The Ninth Maccabiah: 5733
July 9 to July 19, 1973
The Ninth Maccabiah took place one year after the Munich massacre of eleven Israeli athletes, coaches and judges and played an integral element in the celebrations of the 25th Anniversary of the State. At the Opening Ceremony, tribute was paid to the fallen athletes, a special yizkor written by Chief Rabbi Goren was chanted, and eleven torches were lit in their memory. As Tal Brody carried the torch into the stadium, he was joined by two survivors of the massacre, Israeli walking champion Dr. Saul Landy and sprinter Esther Roth Shachamorov.
Approximately 1,500 athletes arrived from 26 countries, including Costa Rica and Spain. Turkey, who did not send a delegation, would not participate for the next 24 years. Of the 335 strong Israeli delegation, several score were immigrants; the 38 from the USSR excelled primarily in boxing, wrestling, fencing and weight lifting. The athletes competed in 23 events, including an interesting new sport -- squash.
This extremely well-run Maccabiah was the most carefully guarded of all the Maccabiot. The sports achievements, however, were rather disappointing. In track and field, heretofore ׂthe queen of events,׃ there were few top-level athletes. In swimming events, which usually attracted large crowds at the Maccabiot, the Americans ׂseemed rather tired,׃ notwithstanding the good all-star team and the Gold Medals they won. The Israeli delegations performance was poor, particularly in individual events such as track and field and swimming. The tennis matches, on the other hand, were on a relatively high level due to the superior performance of the Americans and the Australians. Israelis experienced a few moments of satisfaction during the basketball games, thanks to all-star Tal Brody, Barry Leibowitz and promising young Mickey Berkowitz. The Israeli all-star basketball team won a fine victory against the United States (86:80). The basketball games took place at the up-to-date, improved facilities in Yad Eliahu Stadium, the Holon enclosed stadium and Beit Barbour (Tel Aviv.)
One of the reasons for the deterioration in the performance of Jewish atheletes throughout the world was the inactivity in the regional Confederations in between Maccabiot; in some cases they had completely broken off contact with Maccabi World Union centers. Many Maccabi clubs settled into athletic inactivity and Jewish athletic competitions in the Diaspora were almost non-existent. As a result, most of the delegations at the Maccabiah were comprised of youngsters who had begun training, quite superficially, shortly before the Maccabiah. For them the Games represented ׂa trip to Israel׃ and it was precisely in this sense that the Ninth Maccabiah succeeded: as a convocation of youngsters from all over the world and an opportunity to promote aliya.
In order to encourage the next generation of Maccabiah participants, the organizers held a Youth Jamboree, the first of its kind, where American and Jewish youth mingled. From the standpoint of Jewish identification, the Maccabiah was indeed a success. The athletes were housed in five different places: Kfar Maccabiah, the Ramat Aviv Hotel, Seminar Hakibbutzim, Wingate Institute and Hakfar Hayarok. They participated in Jerusalem Day celebrations, toured the Old City and visited the Western Wall, the Yad Vashem Holocaust Museum, the Knesset, Mt. Herzl and Ammunition Hill. Each of the 120 athletes who headed the delegations was presented with a commemorative album of the Western Wall.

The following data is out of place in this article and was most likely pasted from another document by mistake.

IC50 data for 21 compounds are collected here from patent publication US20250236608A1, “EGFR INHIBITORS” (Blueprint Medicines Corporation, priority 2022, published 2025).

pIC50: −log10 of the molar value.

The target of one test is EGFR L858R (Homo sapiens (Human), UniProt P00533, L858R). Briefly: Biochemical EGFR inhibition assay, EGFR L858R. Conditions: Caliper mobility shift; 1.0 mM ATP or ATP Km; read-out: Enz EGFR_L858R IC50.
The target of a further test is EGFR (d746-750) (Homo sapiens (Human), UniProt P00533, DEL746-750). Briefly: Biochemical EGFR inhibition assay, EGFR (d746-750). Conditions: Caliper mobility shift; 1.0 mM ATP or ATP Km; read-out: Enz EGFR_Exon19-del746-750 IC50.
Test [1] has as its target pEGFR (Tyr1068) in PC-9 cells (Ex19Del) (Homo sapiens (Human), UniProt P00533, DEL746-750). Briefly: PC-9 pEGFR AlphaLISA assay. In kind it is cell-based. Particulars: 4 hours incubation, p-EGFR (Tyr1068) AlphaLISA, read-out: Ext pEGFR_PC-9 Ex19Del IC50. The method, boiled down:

As opening day drew near, the Ramat Gan Stadium was completely renovated. The lighting was magnified to nine times its former brightness, the Presidential booth was redecorated and the grass groomed. For the first time, a special entrance was built for the press. The Maccabiah budget was four million Israeli pounds and the Games concluded with a deficit of 200,000 to 300,000 Israeli pounds.
As always, there were outstanding athletes, South African tennis player Elana Close, for example, who left the prestigious Wimbleton Competitions in the middle in order to participate in the Maccabiah and Kenyan track and field champion in the 1968 Mexico Olympics, Amos Bewitt. In addtion, there were: the Swedish swimmer Anita Zarnovitsky who participated in the competitions with her twin brother, Bernot; the American track and field star, Carry Kering (Gold Medal decathlon competition winner in which she broke the Maccabiah record and Gold Medal winner in the pole vault competition); Gary Cohen who set a new Maccabiah record for the 10,000 meter race and the outstanding Dutch athlete, Wilma Van Gol, who took the Gold Medal by outstripping Esther Roth Shachamorov in the 100 meter dash at a demonstration racing exhibition. Despte the fact that her hopes for an Olympic medal were dashed at Munich, Esther Shachamorov continued to prepare herself for the Montreal Olympics. Mark Spitz was unable to participate in the Maccabiah as a Guest of Honor (He had retired from sports after the Munich Olympics) due to a prior commitment. His sister Nancy, however, did the family proud by winning medals in her own right. The United States delegation came away with 76 Gold Medals, the Israeli 66. The Closing Ceremony ended with the traditional soccer game, this time between the Israeli and Uruguayan all-star teams (1:2).
The fledgling Israel Broadcasting Authority, headed by Dan Shilon and Alex Giladi (only one channel, remember) was praised for its coverage of the Maccabiah. This was the largest production that the Israel Television had undertaken since Munich. Approximately 400 journalists, photographers and radio and television personnel from all over the world joined them in covering the Games.